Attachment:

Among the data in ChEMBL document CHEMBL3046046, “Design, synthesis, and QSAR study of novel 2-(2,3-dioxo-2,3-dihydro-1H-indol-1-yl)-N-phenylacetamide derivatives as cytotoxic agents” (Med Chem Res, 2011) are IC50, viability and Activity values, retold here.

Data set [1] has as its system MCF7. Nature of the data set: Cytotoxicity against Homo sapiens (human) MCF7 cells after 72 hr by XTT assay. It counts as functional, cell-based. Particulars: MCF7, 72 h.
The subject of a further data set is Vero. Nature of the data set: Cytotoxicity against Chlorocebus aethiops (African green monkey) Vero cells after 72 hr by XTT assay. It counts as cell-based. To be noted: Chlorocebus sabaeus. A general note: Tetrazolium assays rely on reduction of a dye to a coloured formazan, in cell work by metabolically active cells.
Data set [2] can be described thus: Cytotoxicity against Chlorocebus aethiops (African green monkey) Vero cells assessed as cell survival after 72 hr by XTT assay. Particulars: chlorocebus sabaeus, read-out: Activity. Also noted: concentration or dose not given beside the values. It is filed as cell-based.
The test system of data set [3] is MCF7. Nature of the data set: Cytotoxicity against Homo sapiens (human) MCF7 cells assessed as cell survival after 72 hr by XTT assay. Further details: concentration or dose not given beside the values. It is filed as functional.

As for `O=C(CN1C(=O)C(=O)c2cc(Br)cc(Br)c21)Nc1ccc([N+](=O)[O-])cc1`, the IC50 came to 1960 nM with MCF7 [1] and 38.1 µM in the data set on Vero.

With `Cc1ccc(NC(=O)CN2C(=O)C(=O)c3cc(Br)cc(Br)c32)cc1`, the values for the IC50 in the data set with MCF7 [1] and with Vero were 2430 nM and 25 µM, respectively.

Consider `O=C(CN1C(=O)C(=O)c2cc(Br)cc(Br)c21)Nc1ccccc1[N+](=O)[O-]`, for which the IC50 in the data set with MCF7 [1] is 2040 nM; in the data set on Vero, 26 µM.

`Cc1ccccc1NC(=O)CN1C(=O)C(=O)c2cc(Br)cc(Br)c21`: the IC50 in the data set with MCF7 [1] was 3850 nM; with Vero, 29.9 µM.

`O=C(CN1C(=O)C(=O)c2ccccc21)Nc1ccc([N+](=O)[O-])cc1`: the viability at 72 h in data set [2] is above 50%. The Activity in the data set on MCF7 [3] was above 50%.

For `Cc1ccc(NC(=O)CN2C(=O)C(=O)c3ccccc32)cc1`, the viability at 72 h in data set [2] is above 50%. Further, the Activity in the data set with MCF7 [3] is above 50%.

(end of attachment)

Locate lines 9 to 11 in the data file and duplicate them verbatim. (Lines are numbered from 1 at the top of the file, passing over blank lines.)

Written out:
`Cc1ccccc1NC(=O)CN1C(=O)C(=O)c2cc(Br)cc(Br)c21`: the IC50 in the data set with MCF7 [1] was 3850 nM; with Vero, 29.9 µM.

`O=C(CN1C(=O)C(=O)c2ccccc21)Nc1ccc([N+](=O)[O-])cc1`: the viability at 72 h in data set [2] is above 50%. The Activity in the data set on MCF7 [3] was above 50%.

For `Cc1ccc(NC(=O)CN2C(=O)C(=O)c3ccccc32)cc1`, the viability at 72 h in data set [2] is above 50%. Further, the Activity in the data set with MCF7 [3] is above 50%.